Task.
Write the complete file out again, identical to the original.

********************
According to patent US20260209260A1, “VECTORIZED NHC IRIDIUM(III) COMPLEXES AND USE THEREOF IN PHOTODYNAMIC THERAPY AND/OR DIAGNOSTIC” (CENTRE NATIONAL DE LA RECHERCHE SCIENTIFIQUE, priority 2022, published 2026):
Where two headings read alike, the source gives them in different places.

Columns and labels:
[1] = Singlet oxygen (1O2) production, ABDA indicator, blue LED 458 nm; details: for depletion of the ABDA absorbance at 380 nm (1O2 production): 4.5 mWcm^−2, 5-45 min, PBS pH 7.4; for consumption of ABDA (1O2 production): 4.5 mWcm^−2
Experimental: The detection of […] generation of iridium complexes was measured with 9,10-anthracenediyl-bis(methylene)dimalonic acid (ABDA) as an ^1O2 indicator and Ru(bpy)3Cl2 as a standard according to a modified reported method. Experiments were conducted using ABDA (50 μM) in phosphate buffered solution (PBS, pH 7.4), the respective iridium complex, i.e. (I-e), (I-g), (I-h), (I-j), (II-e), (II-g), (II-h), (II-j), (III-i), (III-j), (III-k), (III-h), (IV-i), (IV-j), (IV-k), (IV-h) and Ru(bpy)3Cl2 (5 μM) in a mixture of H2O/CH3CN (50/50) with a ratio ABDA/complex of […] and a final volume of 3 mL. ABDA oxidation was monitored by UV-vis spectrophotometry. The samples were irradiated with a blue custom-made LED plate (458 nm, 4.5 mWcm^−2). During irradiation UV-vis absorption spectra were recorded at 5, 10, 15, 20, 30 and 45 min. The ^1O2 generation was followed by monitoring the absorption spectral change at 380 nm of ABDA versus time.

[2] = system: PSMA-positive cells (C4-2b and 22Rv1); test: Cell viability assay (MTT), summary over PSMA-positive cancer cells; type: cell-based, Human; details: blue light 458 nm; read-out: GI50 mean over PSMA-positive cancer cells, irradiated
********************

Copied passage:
According to patent US20260209260A1, “VECTORIZED NHC IRIDIUM(III) COMPLEXES AND USE THEREOF IN PHOTODYNAMIC THERAPY AND/OR DIAGNOSTIC” (CENTRE NATIONAL DE LA RECHERCHE SCIENTIFIQUE, priority 2022, published 2026):
Where two headings read alike, the source gives them in different places.

Columns and labels:
[1] = Singlet oxygen (1O2) production, ABDA indicator, blue LED 458 nm; details: for depletion of the ABDA absorbance at 380 nm (1O2 production): 4.5 mWcm^−2, 5-45 min, PBS pH 7.4; for consumption of ABDA (1O2 production): 4.5 mWcm^−2
Experimental: The detection of […] generation of iridium complexes was measured with 9,10-anthracenediyl-bis(methylene)dimalonic acid (ABDA) as an ^1O2 indicator and Ru(bpy)3Cl2 as a standard according to a modified reported method. Experiments were conducted using ABDA (50 μM) in phosphate buffered solution (PBS, pH 7.4), the respective iridium complex, i.e. (I-e), (I-g), (I-h), (I-j), (II-e), (II-g), (II-h), (II-j), (III-i), (III-j), (III-k), (III-h), (IV-i), (IV-j), (IV-k), (IV-h) and Ru(bpy)3Cl2 (5 μM) in a mixture of H2O/CH3CN (50/50) with a ratio ABDA/complex of […] and a final volume of 3 mL. ABDA oxidation was monitored by UV-vis spectrophotometry. The samples were irradiated with a blue custom-made LED plate (458 nm, 4.5 mWcm^−2). During irradiation UV-vis absorption spectra were recorded at 5, 10, 15, 20, 30 and 45 min. The ^1O2 generation was followed by monitoring the absorption spectral change at 380 nm of ABDA versus time.

[2] = system: PSMA-positive cells (C4-2b and 22Rv1); test: Cell viability assay (MTT), summary over PSMA-positive cancer cells; type: cell-based, Human; details: blue light 458 nm; read-out: GI50 mean over PSMA-positive cancer cells, irradiated